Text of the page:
If you rely on manual expense management and tracking, it becomes difficult to check and confirm every business expense for accuracy. This exposes your operation to fraud, specifically expense report fraud, which according to Accounting Today, "Accounts for 21 percent of fraud in small businesses (those with less than 100 employees), and 11 percent in large businesses (those with 100 or more employees)." The difference is likely due to the fact that small business owners are more likely to use manual expense management than larger businesses, but it’s something that businesses of all time must be cognizant of.
Check out our guide on small business expense management for more on this topic.
Since expense audits are usually limited until the end-of-the-month financial reports, the information you have to use may be out of date and useless by the time all of the expenses are laid out. And in a competitive business environment, you need to be able to monitor your spend as it happens and adjust accordingly.
5 best ways to reduce business costs
As noted above, the process of tracking business expenses involves more than just compiling a list of all expenditures. You need optimized datasets that prime all of your recorded information for trend analysis and other research into what your expenses mean.
Spend control is a complex process. It involves not just recording and analyzing data but then acting on the insights provided and making strategic decisions that maximize impact on your bottom line.
Many strategies for financial management can put that data to use, and the specific methods you implement depend on your business purpose, needs, and means.
That said, a general approach toward cost business reduction may look like:
1. Get a clear and transparent view of your spend
Both the historical view of expenses and the real-time view help paint a 360-degree profile of your business. Without a clear view of previous and current spend practices, it’s nearly impossible to analyze where there’s potential waste vs. opportunity to optimize spend management. You need to be able to ensure that spending data is properly tagged within the proper:
- Business expense category (software, marketing campaign, travel expenses, etc.)
- Department (sales, marketing, etc.)
- Account (checking account, debit card, etc.)
Delineating between these expense categories makes it easier to slice and forecast your spending data.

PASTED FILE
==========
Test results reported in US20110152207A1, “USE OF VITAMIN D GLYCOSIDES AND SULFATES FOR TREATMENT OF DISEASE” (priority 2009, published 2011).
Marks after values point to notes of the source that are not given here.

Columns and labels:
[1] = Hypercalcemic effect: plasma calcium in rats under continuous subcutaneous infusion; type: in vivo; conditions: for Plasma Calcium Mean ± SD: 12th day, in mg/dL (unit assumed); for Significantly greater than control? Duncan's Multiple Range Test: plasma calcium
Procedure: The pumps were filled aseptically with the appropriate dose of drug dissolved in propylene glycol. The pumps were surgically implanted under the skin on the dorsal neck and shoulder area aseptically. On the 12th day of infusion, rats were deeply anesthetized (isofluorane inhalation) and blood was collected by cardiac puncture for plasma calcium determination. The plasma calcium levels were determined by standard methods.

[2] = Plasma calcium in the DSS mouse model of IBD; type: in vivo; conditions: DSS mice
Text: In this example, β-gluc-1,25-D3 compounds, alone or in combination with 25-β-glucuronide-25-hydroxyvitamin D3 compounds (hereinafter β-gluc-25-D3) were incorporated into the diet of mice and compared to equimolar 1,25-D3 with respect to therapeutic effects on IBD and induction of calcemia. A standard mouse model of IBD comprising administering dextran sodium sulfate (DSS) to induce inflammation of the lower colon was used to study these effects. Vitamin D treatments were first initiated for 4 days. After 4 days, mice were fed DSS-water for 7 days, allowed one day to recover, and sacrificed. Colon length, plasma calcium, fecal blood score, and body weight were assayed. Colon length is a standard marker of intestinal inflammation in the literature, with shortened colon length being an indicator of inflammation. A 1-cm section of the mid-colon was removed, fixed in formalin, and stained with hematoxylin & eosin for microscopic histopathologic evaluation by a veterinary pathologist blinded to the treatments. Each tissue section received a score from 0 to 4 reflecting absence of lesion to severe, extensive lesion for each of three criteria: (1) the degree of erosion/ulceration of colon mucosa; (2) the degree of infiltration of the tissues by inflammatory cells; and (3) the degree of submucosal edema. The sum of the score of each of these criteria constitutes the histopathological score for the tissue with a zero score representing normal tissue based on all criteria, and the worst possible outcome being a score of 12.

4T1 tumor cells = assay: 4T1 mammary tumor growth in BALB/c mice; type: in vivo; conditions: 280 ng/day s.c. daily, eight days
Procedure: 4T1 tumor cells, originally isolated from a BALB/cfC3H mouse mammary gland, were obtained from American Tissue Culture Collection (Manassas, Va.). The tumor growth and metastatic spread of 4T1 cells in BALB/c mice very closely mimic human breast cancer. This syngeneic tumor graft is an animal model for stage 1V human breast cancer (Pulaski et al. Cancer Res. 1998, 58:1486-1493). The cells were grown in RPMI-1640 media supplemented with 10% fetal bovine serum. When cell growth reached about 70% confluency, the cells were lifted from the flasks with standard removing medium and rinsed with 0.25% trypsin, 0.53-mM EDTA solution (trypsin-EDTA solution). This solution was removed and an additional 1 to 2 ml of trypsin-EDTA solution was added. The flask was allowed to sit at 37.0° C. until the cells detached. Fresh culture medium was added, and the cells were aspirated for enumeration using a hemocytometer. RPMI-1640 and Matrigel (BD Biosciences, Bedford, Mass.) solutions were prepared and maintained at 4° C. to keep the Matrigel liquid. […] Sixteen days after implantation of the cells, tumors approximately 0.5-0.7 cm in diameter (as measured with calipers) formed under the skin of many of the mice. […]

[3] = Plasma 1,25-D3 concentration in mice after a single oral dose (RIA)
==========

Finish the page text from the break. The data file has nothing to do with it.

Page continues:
2. Look at your highest spend bucket items
That could be in payroll, key vendors or suppliers, or even office rent. Perform a spend analysis and see what benchmarks look like. If necessary, you may need to renegotiate your contracts moving forward.
3. Make sure you’re getting the best price
Financially savvy companies seek out the best deals. Pricing must be opaque and deals negotiable. Be sure that you’re on the right plan, that you’re using all of your licenses, leveraging discounts and credits, and getting the best deal with your custom plan.
4. Keep an eye on recurring expenses
Even things like software as a service (SaaS) can become a cost-creep where you sign up for a lower-tier and forget to change the pricing tier. Or, your company is rapidly growing and different teams start employing different tools that could be solved by one that’s centralized.
5. Culture matters
It’s critical that you instill a financial culture of responsibility from the top down. It’s every employee's job to ensure that the company is spending its money wisely. Just look at your bank statements – even small purchase decisions can add up. Success comes when all of your teams are doing their best to optimize spending.
Although every company is in its own unique situation, the more visibility you have on your invoicing and general business expenses, the better off you’ll be.
Track business expenses and strengthen your financial performance with Ramp
At Ramp, we know that tracking and managing business expenses can be a difficult process. That’s why we offer a corporate card that helps you streamline and control what your employees spend on. Ramp allows you to issue corporate cards that automatically control how much, how often, and where they can be used. SaaS cards, travel cards, lunch cards, gas cards—you name it, your cards enforce it.
Since we’re a charge card, we don’t operate on an interest model. We aren’t powering your purchases and hoping to make money on interest accrued over time. Your balance is due at the end of the billing period, so there’s no regular interest compounding, ever. We don’t burden you with unnecessary spending in the form of dues for registration, nor on a monthly or yearly basis. We also never charge you foreign transaction fees.
Our robust financial management and cost reduction services are completely free.
Sign up today to see how easy business expense tracking and management can be, in under 15 minutes.